For Arizona’s large-scale water users, “Water Awareness Month” never ends

For Arizona’s large-scale water users, “Water Awareness Month” never ends
April 20, 2018

Every April since 2008, the Arizona Department of Water Resources has promoted “Water Awareness Month,” a campaign kicked off by gubernatorial decree to make residents of our arid state aware of the many means available for conserving Arizona’s most precious resource after its citizens, its water supplies.

But we haven’t done it alone.


Dr. Charles A. Sanchez (Left) stands beside Paul Brierley, the Executive Director of the Yuma Center of Excellence in Desert Agriculture (Right), in a field planted with durum wheat (MAYA SPRINGHAWK ROBNETT / KAWC COLORADO RIVER PUBLIC MEDIA)


Virtually every major Arizona industry, water provider and community has demonstrated, in meaningful ways, a commitment to conserving water. That is to say, they have committed to the effort to use water as efficiently as possible.

Arizona agriculture has demonstrated… ahem… a thirst for water conservation that today is taking the industry beyond what had previously been considered the technological limits of efficient water use.

In 2015, a case study commissioned by a consortium of Yuma-area water users, researchers and other stakeholders found that the water-saving efforts of local agriculture appeared to have gone about as far as it could go.

“Our average on-farm efficiency, as has been documented, is at between 75 and 80 percent efficiency," said Bobbi Stevenson-McDermott, a retired conservationist for the U.S. Department of Agriculture, to Arizona Public Media earlier this month.

“So, there is no system that is more efficient than the Yuma County irrigation system.”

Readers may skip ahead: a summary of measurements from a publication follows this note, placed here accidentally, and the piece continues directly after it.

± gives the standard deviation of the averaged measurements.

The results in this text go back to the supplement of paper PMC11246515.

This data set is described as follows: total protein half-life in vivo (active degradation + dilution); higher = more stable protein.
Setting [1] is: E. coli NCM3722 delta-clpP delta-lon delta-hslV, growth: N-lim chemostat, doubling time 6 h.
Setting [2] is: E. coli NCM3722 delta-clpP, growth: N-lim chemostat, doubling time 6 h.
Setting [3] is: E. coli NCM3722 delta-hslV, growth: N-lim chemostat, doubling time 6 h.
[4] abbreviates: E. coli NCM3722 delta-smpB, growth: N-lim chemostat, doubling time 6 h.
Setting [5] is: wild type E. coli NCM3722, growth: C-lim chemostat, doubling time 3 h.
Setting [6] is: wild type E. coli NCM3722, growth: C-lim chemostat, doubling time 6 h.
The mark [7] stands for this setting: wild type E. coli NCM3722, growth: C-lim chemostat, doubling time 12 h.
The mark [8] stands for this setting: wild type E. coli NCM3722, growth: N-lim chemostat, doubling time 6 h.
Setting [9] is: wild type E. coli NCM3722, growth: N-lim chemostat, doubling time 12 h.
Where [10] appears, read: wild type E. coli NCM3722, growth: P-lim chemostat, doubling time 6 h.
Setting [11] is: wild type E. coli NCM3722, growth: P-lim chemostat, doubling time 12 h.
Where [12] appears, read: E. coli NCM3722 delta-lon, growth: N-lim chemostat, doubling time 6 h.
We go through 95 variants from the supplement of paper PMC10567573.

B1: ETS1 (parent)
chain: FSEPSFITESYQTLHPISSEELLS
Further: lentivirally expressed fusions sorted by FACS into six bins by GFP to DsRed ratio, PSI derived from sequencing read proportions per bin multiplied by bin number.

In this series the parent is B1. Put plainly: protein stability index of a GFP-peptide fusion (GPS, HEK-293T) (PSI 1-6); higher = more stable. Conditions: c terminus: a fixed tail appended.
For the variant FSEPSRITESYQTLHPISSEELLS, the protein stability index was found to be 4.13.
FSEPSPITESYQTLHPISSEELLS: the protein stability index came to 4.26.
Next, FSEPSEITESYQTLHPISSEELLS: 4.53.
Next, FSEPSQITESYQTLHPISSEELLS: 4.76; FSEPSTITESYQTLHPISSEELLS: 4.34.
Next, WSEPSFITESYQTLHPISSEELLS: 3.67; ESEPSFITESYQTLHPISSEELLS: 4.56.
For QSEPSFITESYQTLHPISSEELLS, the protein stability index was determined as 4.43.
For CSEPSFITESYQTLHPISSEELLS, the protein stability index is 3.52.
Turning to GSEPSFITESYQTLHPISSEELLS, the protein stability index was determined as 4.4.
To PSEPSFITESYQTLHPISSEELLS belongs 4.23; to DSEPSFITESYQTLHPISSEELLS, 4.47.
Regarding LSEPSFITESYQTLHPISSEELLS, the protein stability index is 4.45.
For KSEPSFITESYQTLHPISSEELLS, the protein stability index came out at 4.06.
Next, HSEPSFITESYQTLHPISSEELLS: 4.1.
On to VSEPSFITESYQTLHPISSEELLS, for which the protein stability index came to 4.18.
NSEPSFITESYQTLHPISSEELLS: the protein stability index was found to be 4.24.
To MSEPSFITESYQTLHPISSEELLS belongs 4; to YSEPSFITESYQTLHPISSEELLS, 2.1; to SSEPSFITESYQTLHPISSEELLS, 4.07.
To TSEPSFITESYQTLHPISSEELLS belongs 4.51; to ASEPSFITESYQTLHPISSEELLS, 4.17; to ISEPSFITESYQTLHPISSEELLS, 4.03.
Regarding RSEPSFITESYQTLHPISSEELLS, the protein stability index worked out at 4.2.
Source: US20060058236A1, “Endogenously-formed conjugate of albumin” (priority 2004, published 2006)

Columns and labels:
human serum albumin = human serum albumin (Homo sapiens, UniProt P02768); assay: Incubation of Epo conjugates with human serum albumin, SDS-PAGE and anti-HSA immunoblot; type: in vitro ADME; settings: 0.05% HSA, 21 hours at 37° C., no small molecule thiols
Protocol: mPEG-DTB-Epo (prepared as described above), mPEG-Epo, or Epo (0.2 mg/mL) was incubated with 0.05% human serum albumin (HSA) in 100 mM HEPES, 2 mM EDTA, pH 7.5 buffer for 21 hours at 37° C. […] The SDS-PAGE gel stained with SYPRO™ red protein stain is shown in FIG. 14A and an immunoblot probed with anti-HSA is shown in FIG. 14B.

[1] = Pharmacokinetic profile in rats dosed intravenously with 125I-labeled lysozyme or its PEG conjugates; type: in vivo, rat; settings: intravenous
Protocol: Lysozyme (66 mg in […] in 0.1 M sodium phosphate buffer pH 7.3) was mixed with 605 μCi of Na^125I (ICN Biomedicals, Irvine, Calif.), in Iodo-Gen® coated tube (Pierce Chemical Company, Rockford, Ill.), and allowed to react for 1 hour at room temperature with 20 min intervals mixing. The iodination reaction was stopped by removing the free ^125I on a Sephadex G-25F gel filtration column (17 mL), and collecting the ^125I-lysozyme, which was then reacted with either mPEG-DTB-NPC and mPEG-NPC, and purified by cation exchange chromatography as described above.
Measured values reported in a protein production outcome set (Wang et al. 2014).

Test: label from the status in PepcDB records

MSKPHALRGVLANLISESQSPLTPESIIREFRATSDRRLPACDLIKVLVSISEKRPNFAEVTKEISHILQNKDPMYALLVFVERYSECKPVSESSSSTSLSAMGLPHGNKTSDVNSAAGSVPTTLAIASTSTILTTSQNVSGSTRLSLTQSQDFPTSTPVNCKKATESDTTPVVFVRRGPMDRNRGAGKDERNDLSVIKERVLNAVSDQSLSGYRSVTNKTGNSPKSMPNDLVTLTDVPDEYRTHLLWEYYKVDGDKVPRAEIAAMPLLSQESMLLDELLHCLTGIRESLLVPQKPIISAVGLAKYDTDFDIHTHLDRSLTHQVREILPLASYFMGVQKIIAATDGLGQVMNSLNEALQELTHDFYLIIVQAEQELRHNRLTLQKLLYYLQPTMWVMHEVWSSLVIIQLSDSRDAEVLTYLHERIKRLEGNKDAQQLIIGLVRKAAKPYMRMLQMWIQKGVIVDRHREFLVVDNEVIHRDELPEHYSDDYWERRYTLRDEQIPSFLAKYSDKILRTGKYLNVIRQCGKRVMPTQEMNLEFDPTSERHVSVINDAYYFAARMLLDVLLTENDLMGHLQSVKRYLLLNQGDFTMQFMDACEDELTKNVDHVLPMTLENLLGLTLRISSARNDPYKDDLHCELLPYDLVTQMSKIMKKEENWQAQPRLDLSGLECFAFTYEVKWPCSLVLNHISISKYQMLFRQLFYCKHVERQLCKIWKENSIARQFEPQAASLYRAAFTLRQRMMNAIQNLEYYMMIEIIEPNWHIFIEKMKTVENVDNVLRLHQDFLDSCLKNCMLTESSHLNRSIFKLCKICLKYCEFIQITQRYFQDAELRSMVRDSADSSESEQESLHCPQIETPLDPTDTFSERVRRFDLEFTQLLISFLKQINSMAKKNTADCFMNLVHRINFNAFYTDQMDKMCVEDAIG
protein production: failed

But that was then. Now, researchers from the University of Arizona and NASA are teaming with Yuma agriculture researchers to study the value of special sensors that may prove valuable in measuring the levels of salt and water evaporation in Yuma-area crops.

As reported by APM, the new technology could bring the area’s farmers closer to accounting for every drop of the Colorado River water that they use.


AMWUA members

Urban water users also have been demonstrating their commitment to wise water use.

For example, member communities of the Arizona Municipal Water Users Association, or AMWUA, have taken significant steps – especially since the advent of chronic drought during the past two decades – to conserve water.

AMWUA’s members have planned, built, and managed their communities and their water supplies with the realities of Arizona’s arid climate in mind, the association reports.

Steps that Arizona’s cities and towns have taken to conserve water include, according to a recent AMWUA report:

  • Diversifying water supplies. In addition to water provided by surface-water systems like the Salt River Project, Arizona communities make use of Colorado River water, reclaimed water, unused water stored underground in previous years, and a certain amount of groundwater, thus enabling the cities to offset reductions in one or more supplies.
  • Infrastructure. Arizona’s municipal water supply systems largely are designed to manage extended periods of limited precipitation. Reservoirs on both the Colorado River and the Salt and Verde Rivers capture vast amounts of water during wet periods for times when there is less precipitation.
  • Recycling. AMWUA reports that its member cities reclaim all of their wastewater, putting virtually 100 percent to a variety of beneficial uses.
  • Underground storage. The AMWUA members have collectively invested more than $400 million to store nearly 1.7 million acre-feet of water underground for future withdrawal and use in times of surface water reductions.
  • Conservation and efficiency. For more than 30 years, large water providers in the most populous areas of the state have been required to meet mandatory conservation requirements, reducing per capita demand and stretching supplies. Those efforts include water use efficiency practices, among them:  aggressive system leak detection and repair; increasingly sophisticated metering and tracking of water use; customer outreach, education, and assistance; rebates and incentives; ordinances and codes; and conservation-based water rates.
  • Planning. All Arizona water providers are required to adopt tiered drought plans (sometimes called shortage plans).  These plans are designed to incrementally reduce demands during times of shortage in order to ensure there is water to meet the needs of residents and to support the economy.